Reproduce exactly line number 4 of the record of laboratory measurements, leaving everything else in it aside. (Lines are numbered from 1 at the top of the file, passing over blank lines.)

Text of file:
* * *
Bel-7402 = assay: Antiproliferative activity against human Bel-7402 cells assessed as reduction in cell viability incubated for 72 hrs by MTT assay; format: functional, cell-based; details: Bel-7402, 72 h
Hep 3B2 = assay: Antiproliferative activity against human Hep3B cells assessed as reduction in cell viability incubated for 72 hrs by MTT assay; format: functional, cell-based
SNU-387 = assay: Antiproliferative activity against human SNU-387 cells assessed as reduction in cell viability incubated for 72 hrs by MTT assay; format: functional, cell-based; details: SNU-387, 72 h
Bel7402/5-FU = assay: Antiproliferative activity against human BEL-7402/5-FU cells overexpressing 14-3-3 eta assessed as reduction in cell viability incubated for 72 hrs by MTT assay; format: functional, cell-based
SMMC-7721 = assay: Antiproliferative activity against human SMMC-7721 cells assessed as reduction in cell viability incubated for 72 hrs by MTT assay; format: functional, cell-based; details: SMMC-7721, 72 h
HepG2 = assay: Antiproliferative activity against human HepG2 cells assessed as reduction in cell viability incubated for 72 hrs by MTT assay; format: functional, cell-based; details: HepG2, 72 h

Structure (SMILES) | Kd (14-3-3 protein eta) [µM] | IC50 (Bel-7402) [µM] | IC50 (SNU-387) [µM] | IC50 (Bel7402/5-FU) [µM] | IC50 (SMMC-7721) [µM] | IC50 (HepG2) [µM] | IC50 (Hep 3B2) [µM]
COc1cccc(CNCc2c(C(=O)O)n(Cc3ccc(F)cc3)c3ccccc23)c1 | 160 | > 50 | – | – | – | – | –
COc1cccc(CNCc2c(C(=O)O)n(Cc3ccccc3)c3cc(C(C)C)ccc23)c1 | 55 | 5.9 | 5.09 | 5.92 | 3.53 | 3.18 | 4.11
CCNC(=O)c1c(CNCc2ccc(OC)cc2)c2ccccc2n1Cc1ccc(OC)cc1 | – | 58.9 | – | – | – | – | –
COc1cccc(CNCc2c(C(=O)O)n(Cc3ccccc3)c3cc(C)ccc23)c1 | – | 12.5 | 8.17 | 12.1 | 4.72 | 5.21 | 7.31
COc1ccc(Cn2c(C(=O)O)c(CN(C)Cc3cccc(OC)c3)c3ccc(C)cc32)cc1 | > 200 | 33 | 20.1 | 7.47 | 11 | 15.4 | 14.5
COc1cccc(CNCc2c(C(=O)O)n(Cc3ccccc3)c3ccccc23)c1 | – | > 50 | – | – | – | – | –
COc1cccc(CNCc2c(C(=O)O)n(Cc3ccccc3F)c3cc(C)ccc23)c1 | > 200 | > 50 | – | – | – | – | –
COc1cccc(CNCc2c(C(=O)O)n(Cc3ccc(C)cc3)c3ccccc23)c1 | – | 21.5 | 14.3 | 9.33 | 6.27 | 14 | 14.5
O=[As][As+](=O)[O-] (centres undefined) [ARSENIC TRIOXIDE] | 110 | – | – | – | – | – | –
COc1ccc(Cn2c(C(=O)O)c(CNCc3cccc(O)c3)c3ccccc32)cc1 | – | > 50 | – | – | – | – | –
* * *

Bel7402/5-FU = assay: Antiproliferative activity against human BEL-7402/5-FU cells overexpressing 14-3-3 eta assessed as reduction in cell viability incubated for 72 hrs by MTT assay; format: functional, cell-based